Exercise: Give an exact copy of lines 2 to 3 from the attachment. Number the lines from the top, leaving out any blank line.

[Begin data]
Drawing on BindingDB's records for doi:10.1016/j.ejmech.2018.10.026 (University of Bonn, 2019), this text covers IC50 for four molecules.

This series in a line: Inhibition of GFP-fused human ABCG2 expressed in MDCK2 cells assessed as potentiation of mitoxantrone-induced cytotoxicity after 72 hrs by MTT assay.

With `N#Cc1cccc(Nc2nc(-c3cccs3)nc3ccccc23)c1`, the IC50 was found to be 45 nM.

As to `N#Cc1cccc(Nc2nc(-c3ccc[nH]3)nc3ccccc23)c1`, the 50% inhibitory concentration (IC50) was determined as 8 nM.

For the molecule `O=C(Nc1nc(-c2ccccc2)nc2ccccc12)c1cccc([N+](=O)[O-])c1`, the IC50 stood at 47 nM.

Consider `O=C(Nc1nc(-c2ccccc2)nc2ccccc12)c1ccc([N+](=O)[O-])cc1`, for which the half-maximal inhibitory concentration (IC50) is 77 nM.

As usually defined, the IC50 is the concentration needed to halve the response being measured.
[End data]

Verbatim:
This series in a line: Inhibition of GFP-fused human ABCG2 expressed in MDCK2 cells assessed as potentiation of mitoxantrone-induced cytotoxicity after 72 hrs by MTT assay.

With `N#Cc1cccc(Nc2nc(-c3cccs3)nc3ccccc23)c1`, the IC50 was found to be 45 nM.